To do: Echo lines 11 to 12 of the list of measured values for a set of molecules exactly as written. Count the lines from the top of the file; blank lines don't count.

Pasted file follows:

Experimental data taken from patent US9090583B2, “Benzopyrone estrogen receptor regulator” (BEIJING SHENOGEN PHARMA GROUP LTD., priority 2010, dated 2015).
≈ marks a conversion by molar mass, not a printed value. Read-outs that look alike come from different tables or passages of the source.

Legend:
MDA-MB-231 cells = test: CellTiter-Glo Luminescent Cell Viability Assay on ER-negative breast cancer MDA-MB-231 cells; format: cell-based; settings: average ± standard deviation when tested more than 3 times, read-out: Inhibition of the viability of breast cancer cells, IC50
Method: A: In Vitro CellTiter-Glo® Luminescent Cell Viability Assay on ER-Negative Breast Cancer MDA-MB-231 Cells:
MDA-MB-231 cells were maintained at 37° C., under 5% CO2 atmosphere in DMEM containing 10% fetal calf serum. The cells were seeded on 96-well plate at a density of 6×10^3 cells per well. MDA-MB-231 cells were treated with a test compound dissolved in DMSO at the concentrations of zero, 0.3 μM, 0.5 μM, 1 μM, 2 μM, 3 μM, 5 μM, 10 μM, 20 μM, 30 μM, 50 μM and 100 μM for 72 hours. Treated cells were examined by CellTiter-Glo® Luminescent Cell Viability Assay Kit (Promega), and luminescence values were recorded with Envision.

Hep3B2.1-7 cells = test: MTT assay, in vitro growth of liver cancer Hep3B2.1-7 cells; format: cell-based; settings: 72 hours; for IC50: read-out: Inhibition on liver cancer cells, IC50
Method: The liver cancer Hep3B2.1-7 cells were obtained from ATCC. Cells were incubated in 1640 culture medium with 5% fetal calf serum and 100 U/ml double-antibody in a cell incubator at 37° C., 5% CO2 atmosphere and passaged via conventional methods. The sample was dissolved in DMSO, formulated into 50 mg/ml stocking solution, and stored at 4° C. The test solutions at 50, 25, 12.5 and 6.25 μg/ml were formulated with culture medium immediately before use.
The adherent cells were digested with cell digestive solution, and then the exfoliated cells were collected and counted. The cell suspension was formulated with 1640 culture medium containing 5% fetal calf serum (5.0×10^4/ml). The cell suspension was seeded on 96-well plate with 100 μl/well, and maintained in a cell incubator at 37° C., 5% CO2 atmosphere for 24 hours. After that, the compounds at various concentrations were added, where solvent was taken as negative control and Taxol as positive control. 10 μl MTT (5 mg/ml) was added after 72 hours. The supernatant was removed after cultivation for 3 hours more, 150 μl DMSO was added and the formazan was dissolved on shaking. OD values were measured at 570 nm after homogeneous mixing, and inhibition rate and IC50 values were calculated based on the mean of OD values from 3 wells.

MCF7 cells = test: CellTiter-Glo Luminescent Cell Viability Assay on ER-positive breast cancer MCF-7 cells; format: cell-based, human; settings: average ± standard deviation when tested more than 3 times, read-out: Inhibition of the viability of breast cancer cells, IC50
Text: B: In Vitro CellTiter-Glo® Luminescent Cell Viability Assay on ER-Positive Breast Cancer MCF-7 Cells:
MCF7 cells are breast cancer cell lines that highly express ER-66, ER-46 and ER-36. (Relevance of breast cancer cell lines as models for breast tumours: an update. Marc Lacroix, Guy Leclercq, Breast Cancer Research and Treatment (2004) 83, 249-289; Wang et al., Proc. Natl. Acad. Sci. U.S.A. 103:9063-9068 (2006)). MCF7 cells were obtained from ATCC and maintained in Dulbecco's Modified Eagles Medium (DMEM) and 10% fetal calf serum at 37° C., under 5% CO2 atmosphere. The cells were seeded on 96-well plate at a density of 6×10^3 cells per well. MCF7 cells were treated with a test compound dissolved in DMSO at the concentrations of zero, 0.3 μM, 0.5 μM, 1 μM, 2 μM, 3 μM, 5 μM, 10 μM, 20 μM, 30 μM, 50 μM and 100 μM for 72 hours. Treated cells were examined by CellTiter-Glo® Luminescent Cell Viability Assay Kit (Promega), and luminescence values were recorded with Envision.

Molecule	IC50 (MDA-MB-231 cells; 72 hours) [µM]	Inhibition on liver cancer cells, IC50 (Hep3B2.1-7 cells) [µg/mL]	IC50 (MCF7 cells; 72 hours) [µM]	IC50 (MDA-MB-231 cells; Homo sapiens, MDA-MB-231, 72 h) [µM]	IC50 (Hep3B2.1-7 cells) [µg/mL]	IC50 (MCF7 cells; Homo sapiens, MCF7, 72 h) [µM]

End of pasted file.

Text: B: In Vitro CellTiter-Glo® Luminescent Cell Viability Assay on ER-Positive Breast Cancer MCF-7 Cells:
MCF7 cells are breast cancer cell lines that highly express ER-66, ER-46 and ER-36. (Relevance of breast cancer cell lines as models for breast tumours: an update. Marc Lacroix, Guy Leclercq, Breast Cancer Research and Treatment (2004) 83, 249-289; Wang et al., Proc. Natl. Acad. Sci. U.S.A. 103:9063-9068 (2006)). MCF7 cells were obtained from ATCC and maintained in Dulbecco's Modified Eagles Medium (DMEM) and 10% fetal calf serum at 37° C., under 5% CO2 atmosphere. The cells were seeded on 96-well plate at a density of 6×10^3 cells per well. MCF7 cells were treated with a test compound dissolved in DMSO at the concentrations of zero, 0.3 μM, 0.5 μM, 1 μM, 2 μM, 3 μM, 5 μM, 10 μM, 20 μM, 30 μM, 50 μM and 100 μM for 72 hours. Treated cells were examined by CellTiter-Glo® Luminescent Cell Viability Assay Kit (Promega), and luminescence values were recorded with Envision.